Now, I’d like to share three arguments for why one would not take this part of Jesus’ origin story literally. I’m trying to persuade you of either side here, but my guess is these arguments are a little less familiar to many of us, and they open up some interesting and helpful things. So here they are, arguments for a metaphorical, non-literal, more poetic reading of this part of Jesus’ back story.
One is that most of the Bible knows nothing about this. The other two gospels, Mark and John, have different back stories about Jesus – no mention of a virgin conception at all. The writers of all the letters of the New Testament also have a lot to say about Jesus but absolutely nothing to say about special circumstances around his conception, and nothing to say about his childhood at all, in fact. Even Mattew and Luke, the two gospel writers that mention this virgin conception, never bring it up again when Jesus grows up. Which is kind of weird. You’d think that would be a really big deal, like something you’d put in your social media profiles, like the one person who didn’t half way start out as sperm. That would be special, a thing worth mentioning.
Here’s why I think this is worth noticing. If you have a hard time believing in a virgin conception of Jesus, that’s fine. Most of the New Testament doesn’t believe in it or if it does, it doesn’t care. If the Bible has different things to say on something, that sometimes helps us know it’s not central, or it’s OK to disagree on it, as Christians do. You can keep growing and evolving in your faith, keep becoming a Christian, as I’m saying in this series, regardless of what you think about this line in the creed and these two stories in Matthew and Luke.
Lots of people read this creed and wonder at a literal miracle they see in these words, but lots also read this creed and think the whole “virgin Mary” line is saying something different… which we’ll get to in a second. But the point is that there is room for difference of opinion in this faith. It’s an old and deep and wide faith. Just as there is room for difference of opinion in this church.
I get it, but still I hate it, when people leave the faith, or even when they leave their church, because they’re like well, there’s this thing the Bible says, or there’s this thing my pastor said, that I don’t agree with. I mean, I’m the pastor of my own church, and I’ve said things before that I don’t agree with anymore. That’s OK.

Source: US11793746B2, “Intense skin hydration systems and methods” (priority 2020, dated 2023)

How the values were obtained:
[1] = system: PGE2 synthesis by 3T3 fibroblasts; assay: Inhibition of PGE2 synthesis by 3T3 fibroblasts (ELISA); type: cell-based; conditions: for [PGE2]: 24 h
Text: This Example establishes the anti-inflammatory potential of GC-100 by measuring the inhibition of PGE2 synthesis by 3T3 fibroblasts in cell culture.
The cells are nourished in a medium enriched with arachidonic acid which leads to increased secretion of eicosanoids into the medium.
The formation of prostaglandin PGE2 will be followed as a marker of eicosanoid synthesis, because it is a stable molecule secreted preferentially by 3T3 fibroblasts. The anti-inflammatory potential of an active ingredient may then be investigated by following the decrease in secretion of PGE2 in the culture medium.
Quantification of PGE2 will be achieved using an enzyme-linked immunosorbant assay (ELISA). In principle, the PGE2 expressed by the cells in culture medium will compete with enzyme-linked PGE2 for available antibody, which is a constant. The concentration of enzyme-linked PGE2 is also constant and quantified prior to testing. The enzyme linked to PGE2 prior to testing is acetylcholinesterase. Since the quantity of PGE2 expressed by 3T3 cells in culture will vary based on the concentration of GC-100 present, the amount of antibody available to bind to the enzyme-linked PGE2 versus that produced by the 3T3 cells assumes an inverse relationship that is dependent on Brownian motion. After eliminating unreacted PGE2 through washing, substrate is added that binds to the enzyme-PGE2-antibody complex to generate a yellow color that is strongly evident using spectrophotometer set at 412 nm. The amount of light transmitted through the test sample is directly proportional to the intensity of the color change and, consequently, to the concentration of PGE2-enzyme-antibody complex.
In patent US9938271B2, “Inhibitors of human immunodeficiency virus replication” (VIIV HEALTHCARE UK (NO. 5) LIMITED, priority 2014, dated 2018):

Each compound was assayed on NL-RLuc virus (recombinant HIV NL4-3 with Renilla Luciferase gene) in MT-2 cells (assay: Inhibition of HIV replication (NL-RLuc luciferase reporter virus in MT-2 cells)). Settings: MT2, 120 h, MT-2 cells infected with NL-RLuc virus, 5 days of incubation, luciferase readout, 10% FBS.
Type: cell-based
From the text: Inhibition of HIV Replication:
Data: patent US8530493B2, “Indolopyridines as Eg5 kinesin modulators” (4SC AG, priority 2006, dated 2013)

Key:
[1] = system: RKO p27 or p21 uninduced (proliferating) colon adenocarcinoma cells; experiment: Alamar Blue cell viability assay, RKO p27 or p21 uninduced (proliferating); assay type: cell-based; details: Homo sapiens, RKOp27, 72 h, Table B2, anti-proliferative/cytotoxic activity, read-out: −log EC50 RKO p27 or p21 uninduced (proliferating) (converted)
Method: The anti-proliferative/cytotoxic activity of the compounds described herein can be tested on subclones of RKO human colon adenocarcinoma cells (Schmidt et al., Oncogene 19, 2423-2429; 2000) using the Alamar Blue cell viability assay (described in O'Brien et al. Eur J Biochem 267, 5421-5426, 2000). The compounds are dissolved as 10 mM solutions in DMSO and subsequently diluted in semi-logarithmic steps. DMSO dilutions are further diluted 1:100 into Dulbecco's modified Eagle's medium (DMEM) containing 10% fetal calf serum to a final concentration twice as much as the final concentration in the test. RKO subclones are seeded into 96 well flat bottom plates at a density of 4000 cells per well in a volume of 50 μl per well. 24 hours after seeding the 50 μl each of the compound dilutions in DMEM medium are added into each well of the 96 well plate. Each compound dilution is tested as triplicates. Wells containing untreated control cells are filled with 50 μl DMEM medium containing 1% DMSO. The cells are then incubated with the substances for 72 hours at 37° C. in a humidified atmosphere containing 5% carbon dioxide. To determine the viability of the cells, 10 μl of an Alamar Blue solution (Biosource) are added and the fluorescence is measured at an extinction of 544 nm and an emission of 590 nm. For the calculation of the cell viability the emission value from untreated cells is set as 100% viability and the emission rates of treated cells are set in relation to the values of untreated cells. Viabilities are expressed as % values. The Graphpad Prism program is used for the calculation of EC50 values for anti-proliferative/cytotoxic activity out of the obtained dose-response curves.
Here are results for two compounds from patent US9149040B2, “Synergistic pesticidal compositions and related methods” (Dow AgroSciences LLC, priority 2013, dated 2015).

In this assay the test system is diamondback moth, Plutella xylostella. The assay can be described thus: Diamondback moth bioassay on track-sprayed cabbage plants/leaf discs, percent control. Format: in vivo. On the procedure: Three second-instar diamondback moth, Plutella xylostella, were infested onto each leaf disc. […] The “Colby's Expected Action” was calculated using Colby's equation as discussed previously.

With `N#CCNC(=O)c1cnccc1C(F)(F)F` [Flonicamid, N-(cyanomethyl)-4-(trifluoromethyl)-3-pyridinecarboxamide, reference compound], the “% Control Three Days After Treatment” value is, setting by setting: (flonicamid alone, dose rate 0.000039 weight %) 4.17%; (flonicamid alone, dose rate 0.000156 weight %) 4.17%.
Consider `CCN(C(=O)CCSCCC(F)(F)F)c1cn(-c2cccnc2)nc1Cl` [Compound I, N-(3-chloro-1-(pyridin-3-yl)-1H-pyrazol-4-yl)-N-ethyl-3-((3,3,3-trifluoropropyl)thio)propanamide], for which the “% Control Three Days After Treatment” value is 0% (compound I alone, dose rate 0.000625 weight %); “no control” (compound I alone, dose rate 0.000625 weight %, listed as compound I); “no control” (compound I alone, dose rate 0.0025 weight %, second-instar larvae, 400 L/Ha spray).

Now I’m not talking about when a community persistently says or does things that make you unsafe or unwelcome; that’s different, and sometimes there are reasons to leave communities where you can not flourish. By all means. But this faith, it’s old and big and wide, and whatever reservations or questions or beliefs you hold today, there is likely room for you.
Second, the literal reading of this part of Jesus’ back story just might miss the most important thing the gospel writers are saying. Sometimes the writers of the Bible write historical facts, best as they know them. But sometimes they’re doing something we might call theopoetics – God-poetry, saying things in poetry and symbol and metaphor that are too rich and deep to capture literally.
In this case, Matthew and Luke are both telling infant back stories about Jesus to try to establish from the start just how important and special he is. Matthew – to a Jewish audience – is saying Jesus is like the Great King David, Part II, but even better. He gets there by quoting a line from the Old Testament’s chronicles of kings about a great leader born to a young woman, but by the writing of the gospels, that word young woman had been translated – mis-translated really – as virgin. And Luke – to a Gentile or non-Jewish audience – is saying Jesus is the real version of what Rome claims Caesar, the Emperor is – our hope for peace, the savior of the world, our good and trustworthy leader given by God.
Turns out that virgin conception stories were part of how ancient writers told stories about people they wanted to say were really important. When Romans talked about the founders of their civilizations or their great emperors, they called them children of the gods; sometimes there were stories of miraculous conceptions to virgins. It was a common ancient way of telling the origin story of a larger than life, really important person.